[This post is part of a series of posts looking issue by issue at Claremont's X-Men. For more in this series see the tool bar on the right.]
Uncanny X-Men #110 was not deemed worthy by Claremont and editor Ann Nocenti of being reprinted in the Classic X-Men series. Like Uncanny #106, it is an inventory story, for use when Dave Cockrum missed a deadline. When John Byrne (an artist who’s never missed a deadline in his life) came aboard, the editors presumably thought they had better use this inventory story quick before it gets out of date.
But whereas #106 is a bit of a generic job, issue 110 makes some significant contributions. Sure, the artwork (by Tony DeZuniga) is not as good as if it had been by Cockrum or Byrne, but it’s not terrible either. And it begins with the X-Men playing baseball, an image that’s become synonymous with “Chris Claremont” for X-Men fans. (Back in 1991 when Claremont left the series, the first issue of X-Men to not feature his name in the credits symbolically began with the X-Men playing basketball, an implicit message to readers that with Claremont gone, this was a whole new ballgame. When Claremont returned to Uncanny in 2004, he opened the comic with a baseball game, a signal that everything old would be new again.)
When you look at it empirically, Claremont didn’t really use the baseball thing that often during his 17 years on the title. (I will flag it up in this series whenever it happens, and as you’ll see it’s only a handful of times.) But for whatever reason, X-Men-playing-baseball has become a quintessential Claremontian image to fans, perhaps because it is emblematic of his penchant for showing the heroes at play, having key character moments occur during down time. Uncanny X-Men #110 gives us an example right off the (ahem) bat: Wolverine takes the game too seriously, and the claws come out to intimidate Colossus as he approaches the plate. This is still early, “psycho” Wolverine.
We never see Jean in her Phoenix costume here, because – as noted above – it was drawn before Jean became Phoenix, for use as an inventory story. Claremont’s dialogue attempts to cover for this, with Jean having an unexplained power-failure. This will later be woven into the ongoing Phoenix plot, the idea being that Jean’s own mind deliberately sealed off the power inside her mind with “psychic circuit breakers,” for her own safety. This will become important as time goes on.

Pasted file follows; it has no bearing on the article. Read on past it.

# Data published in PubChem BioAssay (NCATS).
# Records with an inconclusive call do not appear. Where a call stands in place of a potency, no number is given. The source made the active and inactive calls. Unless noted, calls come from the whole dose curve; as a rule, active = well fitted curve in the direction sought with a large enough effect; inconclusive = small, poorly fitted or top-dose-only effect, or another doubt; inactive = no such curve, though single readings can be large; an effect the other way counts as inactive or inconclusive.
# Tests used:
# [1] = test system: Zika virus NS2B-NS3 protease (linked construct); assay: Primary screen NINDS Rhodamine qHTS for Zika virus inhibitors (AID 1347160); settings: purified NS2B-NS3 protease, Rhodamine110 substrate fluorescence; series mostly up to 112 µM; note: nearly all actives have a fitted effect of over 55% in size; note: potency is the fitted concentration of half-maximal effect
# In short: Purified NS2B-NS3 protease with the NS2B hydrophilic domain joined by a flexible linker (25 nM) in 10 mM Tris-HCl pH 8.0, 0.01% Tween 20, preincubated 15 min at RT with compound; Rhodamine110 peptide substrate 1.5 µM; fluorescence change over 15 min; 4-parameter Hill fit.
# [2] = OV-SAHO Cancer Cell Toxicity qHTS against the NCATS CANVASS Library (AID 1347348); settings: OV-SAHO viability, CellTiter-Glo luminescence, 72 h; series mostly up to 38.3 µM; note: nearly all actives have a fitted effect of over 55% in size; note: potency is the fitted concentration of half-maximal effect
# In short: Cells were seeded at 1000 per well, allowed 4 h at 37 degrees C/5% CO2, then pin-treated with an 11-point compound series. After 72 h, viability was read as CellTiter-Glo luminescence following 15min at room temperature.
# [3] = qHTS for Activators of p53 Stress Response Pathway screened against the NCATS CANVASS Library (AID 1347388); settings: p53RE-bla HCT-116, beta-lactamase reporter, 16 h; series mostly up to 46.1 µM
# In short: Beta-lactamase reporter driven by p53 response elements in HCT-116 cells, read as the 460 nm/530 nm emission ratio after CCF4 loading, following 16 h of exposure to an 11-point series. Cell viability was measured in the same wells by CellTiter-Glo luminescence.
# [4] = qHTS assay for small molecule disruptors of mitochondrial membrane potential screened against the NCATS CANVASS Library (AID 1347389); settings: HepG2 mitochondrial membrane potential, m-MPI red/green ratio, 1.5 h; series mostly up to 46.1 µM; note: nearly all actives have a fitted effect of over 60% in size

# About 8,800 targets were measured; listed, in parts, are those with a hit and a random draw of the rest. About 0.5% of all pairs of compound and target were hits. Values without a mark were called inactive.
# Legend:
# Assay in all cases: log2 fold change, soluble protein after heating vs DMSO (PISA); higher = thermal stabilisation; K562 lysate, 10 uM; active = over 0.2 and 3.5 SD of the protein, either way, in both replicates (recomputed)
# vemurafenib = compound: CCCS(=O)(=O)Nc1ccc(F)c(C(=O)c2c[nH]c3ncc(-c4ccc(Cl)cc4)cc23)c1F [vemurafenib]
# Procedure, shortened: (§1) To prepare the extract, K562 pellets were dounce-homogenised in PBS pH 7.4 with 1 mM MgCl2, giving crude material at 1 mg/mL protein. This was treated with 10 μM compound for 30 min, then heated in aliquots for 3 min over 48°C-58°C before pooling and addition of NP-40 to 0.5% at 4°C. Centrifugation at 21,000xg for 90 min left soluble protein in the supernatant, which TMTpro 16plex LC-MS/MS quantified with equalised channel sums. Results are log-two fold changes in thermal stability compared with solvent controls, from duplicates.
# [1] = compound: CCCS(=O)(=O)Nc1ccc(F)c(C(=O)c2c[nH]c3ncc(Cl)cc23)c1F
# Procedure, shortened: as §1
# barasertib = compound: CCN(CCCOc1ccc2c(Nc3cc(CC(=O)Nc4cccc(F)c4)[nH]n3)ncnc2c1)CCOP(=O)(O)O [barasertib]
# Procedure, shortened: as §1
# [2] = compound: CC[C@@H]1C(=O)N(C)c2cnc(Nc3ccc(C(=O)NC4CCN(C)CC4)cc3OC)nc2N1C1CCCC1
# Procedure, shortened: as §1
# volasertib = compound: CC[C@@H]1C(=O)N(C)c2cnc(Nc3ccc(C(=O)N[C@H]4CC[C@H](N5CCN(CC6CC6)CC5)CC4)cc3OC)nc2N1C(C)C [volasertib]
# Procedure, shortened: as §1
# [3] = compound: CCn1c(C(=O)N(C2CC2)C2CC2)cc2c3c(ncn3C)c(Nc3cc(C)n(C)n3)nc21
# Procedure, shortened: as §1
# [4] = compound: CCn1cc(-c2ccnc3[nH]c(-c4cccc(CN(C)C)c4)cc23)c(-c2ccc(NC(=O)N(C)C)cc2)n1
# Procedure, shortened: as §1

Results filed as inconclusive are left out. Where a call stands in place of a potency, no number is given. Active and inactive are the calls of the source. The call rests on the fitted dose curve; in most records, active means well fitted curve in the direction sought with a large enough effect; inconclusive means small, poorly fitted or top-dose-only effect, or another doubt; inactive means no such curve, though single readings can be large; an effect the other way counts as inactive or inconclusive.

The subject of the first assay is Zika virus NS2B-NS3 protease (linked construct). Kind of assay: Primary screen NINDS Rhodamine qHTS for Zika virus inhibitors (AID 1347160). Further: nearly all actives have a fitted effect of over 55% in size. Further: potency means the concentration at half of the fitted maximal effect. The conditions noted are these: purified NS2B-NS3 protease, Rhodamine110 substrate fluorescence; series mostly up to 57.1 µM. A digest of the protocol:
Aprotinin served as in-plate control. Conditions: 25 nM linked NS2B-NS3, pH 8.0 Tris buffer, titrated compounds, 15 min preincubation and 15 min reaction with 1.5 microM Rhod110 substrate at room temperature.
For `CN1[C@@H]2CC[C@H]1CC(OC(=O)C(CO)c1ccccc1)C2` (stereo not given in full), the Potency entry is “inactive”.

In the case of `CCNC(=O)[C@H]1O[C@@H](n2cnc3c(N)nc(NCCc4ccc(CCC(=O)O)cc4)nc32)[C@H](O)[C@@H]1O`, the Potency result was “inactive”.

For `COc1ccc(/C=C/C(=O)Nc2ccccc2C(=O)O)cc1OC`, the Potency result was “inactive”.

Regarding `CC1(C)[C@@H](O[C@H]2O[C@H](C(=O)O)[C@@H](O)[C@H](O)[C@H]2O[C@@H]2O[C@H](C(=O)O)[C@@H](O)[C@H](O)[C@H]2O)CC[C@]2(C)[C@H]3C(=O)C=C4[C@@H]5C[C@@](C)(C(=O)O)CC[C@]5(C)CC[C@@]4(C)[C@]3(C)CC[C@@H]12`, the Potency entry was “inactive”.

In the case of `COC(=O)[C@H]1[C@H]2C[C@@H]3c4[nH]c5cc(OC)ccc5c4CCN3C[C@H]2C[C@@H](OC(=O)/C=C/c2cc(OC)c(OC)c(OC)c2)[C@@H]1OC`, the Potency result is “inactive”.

The central plot here is vague: Warhawk (a villain who originally appeared in Claremont’s first Iron Fist story) has been assigned by an unknown “master” (who speaks to him telepathically) to bug Xavier’s mansion. He is beaten down by the X-Men, but not before he succeeds in that mission. Like Jean’s psychic circuit breakers, the bugging of the Mansion will be an important story point in the Dark Phoenix Saga. Why did Claremont leave this out of the Classic reprints?
Best moment in the issue: Wolverine sees shrapnel about to impale Cyclops during the fight. Wolverine realizes that it’s a perfect chance to eliminate Scott as Jean’s lover and leave Wolverine a clear path. “Trouble is,” he thinks to himself, “back-shootin’ ain’t my style. When Summers an’ me finally have it out, i’ts gonna be face t’face.” He knocks Cyclops out of the way, much to Scott’s surprise.
The other moment of subtle significance in “The ‘X’-Sanction” also involves Wolverine. When he fights Warhawk, he thinks, “His style’s a lot like that Iron Fist character I fought a few weeks back.” Warhawk is an Iron Fist villain, as noted above.
The significance is this: The story being referenced by Wolverine saw print in Iron Fist #15, by Claremont and Byrne. In that issue, Iron Fist has this thought about Wolverine: “His sheer animal ferocity reminds me of Sabre-Tooth ... Could there be a connection?” Sabre-Tooth had just made his first appearance in Iron Fist #14. The line is an inside joke. John Byrne had designed a possible face for Wolverine months earlier, back before Uncanny #98 had revealed for the first time what Wolverine looks like under his mask. He didn’t know that Cockrum had already come up with the distinctive Wolverine look that has since become iconic. Byrne now had a face with no character, so when Claremont’s plot for Iron Fist #14 required a Canadian villain called Sabre-Tooth, Byrne used the face on that character instead. So the line about a “connection” between Wolverine and Sabre-Tooth was probably just Claremont being cute.
Not until Uncanny X-Men #212 – over 100 issues from where we are now – would Iron Fist’s idle speculation actually be woven into the canon. Reading the line now, it creates the illusion that Claremont plotted things very very far in advance.